I find it odd that the many Bible translations missed the real meaning, but these Greek or Hebrew "scholars" know it. This tells me it is only a doctrine driven interpretation, so I discount it.
     
  9. J. Jump

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    This can be a very dangerous way to approach things. One thing that we have to remember is that Bible translation has become about making money.

    And if translators were to actually translate some of the words and/or phrases correctly there version would come under serious attack and therefore they wouldn't make any money.
     
  10. drfuss

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    Jump writes:
    "This can be a very dangerous way to approach things. One thing that we have to remember is that Bible translation has become about making money.

    And if translators were to actually translate some of the words and/or phrases correctly there version would come under serious attack and therefore they wouldn't make any money. "

    And I consider the above to be very dangerous. Are you suggesting that only the "scholar's" Greek of Hebrew explanations can be counted on to be correct?

    Hmmmm..
     
  11. drfuss

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    Jump writes:
    "This can be a very dangerous way to approach things. One thing that we have to remember is that Bible translation has become about making money.

    And if translators were to actually translate some of the words and/or phrases correctly there version would come under serious attack and therefore they wouldn't make any money. "

    And I consider the above to be very dangerous. Are you suggesting that only the "scholar's" Greek of Hebrew explanations can be counted on to be correct?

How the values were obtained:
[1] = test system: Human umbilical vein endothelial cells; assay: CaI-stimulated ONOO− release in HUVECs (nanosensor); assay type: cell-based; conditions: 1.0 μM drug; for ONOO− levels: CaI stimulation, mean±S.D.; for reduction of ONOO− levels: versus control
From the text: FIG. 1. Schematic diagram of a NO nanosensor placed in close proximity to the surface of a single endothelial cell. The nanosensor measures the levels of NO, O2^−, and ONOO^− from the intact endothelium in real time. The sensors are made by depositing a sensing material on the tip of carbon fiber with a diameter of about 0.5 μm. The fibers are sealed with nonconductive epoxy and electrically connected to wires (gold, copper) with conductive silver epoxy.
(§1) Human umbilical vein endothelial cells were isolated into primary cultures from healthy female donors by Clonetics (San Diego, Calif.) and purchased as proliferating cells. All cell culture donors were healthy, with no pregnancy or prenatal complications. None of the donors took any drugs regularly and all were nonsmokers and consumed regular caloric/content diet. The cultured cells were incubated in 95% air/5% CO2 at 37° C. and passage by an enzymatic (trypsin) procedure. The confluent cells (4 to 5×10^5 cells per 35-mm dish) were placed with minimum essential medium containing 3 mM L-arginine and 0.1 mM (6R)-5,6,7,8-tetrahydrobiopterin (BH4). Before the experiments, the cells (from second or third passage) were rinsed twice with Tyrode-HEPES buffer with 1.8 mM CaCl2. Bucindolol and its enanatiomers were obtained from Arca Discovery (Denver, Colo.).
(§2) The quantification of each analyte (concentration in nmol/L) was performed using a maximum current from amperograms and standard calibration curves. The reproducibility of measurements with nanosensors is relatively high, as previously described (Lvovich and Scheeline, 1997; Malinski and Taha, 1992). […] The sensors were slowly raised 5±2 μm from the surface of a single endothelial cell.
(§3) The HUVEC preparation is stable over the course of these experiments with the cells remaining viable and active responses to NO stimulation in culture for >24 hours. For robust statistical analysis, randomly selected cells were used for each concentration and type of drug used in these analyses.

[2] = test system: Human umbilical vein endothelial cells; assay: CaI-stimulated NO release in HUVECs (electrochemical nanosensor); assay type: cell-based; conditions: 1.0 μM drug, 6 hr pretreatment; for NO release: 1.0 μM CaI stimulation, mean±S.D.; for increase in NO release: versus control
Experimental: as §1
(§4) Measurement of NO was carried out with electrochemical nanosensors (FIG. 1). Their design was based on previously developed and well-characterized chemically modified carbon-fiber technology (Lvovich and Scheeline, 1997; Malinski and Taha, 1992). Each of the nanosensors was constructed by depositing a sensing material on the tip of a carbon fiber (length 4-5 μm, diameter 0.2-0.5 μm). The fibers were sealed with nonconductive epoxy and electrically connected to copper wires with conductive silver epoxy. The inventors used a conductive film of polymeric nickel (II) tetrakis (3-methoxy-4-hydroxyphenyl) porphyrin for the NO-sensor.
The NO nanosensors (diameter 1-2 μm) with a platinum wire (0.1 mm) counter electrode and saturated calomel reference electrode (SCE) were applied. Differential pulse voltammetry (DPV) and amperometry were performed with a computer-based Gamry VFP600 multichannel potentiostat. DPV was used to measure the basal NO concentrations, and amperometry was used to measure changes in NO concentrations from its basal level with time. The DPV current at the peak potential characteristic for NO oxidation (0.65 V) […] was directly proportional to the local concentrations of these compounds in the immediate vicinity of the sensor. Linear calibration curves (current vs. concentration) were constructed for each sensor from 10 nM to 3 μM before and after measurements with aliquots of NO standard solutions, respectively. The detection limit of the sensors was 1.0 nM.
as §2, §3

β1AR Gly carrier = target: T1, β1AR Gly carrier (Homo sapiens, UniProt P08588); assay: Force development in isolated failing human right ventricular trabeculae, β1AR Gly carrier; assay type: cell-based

Hmmmm..
     
  12. Chemnitz

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    There is some truth to what j.jump writes, bible publishers know that if their translation sounds to different from older more familiar translation it will not sell.

    Of course being a Lutheran I am used to seeing bibles translated from a reformed/arminian bias, so I realize their background is going to influence how they tend to render certain words and forms.
     
  13. J. Jump

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    Nope that's not what I'm suggesting at all. Both sides are extreme and I rarely thin the answers are found in the extreme.

    Should we be careful of some of the so called scholars? Absolutely. Should we take everything as truth in the translations. Nope. There should be a balance.
     
  14. Jim1999

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    One more word which agrees with my original intention. If the listener does not speak either Greek or Hebrew, what is the point in bringing a linguistic definition forward in a message? For example, one can give the definition of the word without repeating the exact Greek or Hebrew word....just explain the translation at hand.